The Beryl Institute defines patient experience as the sum of all interactions, shaped by an organization’s culture, that influence patient perceptions across the continuum of care. While healthcare organizations may not be able to directly control the perceptions of patients and families, the opportunity to influence these perceptions is grounded in their very culture. I suggest that culture is fundamentally based on the choices an organization makes.
When I first explored the characteristics of high performing organizations in healthcare, “seven simple truth’s” emerged that were tied to positive outcomes. They represented committed choices of action in the organizations studied. These truths included:
- Visionary leadership
- Consistent and effective communication
- Selecting for fit and ongoing development of staff
- Agile and open culture
- Central focus on service
- Constant recognition and broad community outreach
- Solid physician/clinical relationships
It was this combination of efforts that helped organizations drive exceptional outcomes in experience, engagement, quality and the bottom-line. These characteristics have continued to emerge during my exploration of what is driving patient experience success in healthcare organizations around the world.
As recently as my last two On the Road visits, with St. David’s Healthcare and Scripps Health, the central role of culture in patient experience efforts was reinforced. In the St. David’s system, at the core of the process for reinforcing system-wide values and focus on exceptional experience are three questions. They ask daily how staff will define, live and manage the culture. The recognition at St. David’s is that the experience tactics you implement are only as effective as the foundation of culture on which they are built.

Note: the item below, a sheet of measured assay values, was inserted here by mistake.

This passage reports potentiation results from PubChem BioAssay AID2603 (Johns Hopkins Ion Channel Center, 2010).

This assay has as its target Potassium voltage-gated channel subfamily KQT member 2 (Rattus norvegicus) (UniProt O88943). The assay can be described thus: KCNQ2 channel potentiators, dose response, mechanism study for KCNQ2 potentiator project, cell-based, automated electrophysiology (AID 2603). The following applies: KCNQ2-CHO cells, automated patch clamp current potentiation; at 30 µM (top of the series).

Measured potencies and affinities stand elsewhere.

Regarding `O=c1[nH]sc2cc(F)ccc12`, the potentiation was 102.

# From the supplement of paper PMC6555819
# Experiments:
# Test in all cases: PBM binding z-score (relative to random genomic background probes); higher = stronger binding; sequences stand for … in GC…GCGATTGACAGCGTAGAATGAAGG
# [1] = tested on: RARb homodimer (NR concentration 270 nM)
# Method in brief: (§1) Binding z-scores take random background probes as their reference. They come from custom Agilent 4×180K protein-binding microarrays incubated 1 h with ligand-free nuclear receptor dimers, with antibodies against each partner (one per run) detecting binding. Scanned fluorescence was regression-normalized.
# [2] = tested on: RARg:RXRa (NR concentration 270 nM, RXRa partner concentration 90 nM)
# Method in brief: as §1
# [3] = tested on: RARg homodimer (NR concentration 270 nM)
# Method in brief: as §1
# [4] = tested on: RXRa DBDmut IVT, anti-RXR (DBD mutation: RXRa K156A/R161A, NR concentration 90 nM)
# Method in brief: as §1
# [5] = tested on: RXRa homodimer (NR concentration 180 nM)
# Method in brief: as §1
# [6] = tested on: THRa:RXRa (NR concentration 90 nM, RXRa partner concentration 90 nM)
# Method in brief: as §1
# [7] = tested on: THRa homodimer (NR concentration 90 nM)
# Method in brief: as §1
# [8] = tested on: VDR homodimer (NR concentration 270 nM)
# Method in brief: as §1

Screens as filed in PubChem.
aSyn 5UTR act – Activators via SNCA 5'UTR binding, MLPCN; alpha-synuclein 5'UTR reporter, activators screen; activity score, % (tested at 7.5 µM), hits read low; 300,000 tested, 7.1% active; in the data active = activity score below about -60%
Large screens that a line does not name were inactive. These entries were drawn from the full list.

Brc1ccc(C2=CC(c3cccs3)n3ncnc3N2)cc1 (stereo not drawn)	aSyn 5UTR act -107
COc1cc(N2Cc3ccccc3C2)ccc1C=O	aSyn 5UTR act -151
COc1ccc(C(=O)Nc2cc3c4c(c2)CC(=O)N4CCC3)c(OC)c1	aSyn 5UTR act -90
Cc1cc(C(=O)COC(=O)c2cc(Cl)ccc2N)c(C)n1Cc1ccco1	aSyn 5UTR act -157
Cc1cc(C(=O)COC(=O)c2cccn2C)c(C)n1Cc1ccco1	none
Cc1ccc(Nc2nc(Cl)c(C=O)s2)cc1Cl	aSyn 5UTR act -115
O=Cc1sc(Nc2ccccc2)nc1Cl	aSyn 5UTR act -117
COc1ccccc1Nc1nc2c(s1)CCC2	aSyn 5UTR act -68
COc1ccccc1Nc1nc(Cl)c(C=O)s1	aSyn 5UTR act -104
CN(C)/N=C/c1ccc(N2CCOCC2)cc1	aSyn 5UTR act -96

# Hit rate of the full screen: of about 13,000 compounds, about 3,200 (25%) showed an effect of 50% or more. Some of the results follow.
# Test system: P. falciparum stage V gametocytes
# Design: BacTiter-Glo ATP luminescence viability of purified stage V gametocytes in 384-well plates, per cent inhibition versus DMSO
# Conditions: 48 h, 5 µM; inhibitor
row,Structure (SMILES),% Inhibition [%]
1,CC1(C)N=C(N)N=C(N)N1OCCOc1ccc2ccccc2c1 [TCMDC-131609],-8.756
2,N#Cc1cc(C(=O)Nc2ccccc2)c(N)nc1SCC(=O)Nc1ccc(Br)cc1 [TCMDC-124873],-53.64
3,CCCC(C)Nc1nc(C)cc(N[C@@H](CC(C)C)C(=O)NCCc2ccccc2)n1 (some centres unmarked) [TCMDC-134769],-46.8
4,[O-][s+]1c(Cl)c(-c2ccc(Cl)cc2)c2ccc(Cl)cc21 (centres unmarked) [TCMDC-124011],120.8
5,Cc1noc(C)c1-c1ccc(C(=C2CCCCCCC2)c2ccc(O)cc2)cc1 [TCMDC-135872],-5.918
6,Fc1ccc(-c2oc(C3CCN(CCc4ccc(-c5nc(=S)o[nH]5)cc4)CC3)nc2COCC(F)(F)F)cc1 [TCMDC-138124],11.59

This was also the case at Scripps Health, where they recognized the very nature of the organization has a significant impact on overall experience. Vic Buzachero, Scripps Health’s Corporate Senior Vice President for Innovation, Human Resources and Performance Management shared, “It is important that we build a culture that drives consistency in our effort. We must have the infrastructure to show the genuine nature of our organization, reinforce our focus on the patient and shape the balance of systems, processes and behaviors that will help us realize our goals.”
This is not just a U.S.-based phenomenon. My visit to the NHS in the United Kingdom reinforced the importance of culture to experience. They created an opportunity for patients, family and community members to interact directly with senior leadership and initiated processes that improved communication and understanding of patient’s needs. They also focused on creating happy and engaged staff to ensure happy patients.
This idea is reinforced by recent research conducted by Britt Berrett and Paul Spiegelman. They suggest in any business, and especially healthcare, you can’t take care of customers ifyou don’t take care of employees. The realization, as we saw exemplified in the cases above, is that to ensure the best experience and focus on patients and families, there must also be an intentional focus and effort to create employee engagement and loyalty. Again, this is driven by the culture of an organization. (They offer a complimentary survey in which you can gauge your own organization’s culture of engagement).
Through all our explorations at The Beryl Institute into what drives the best in experience there has always been an element of those simple organizational truths above, all which represent a commitment to creating a culture of service. Simply putting tactics in place has you run the risk of turning your patient experience efforts into the latest flavor of the month activity. Patients and their families and yes your colleagues and employees deserve much more. To truly drive an exceptional patient experience, you can only influence perceptions through the choices you make. One of the most critical of those being the type of organizational culture you choose to create.
Jason A. Wolf, Ph.D.
The Beryl Institute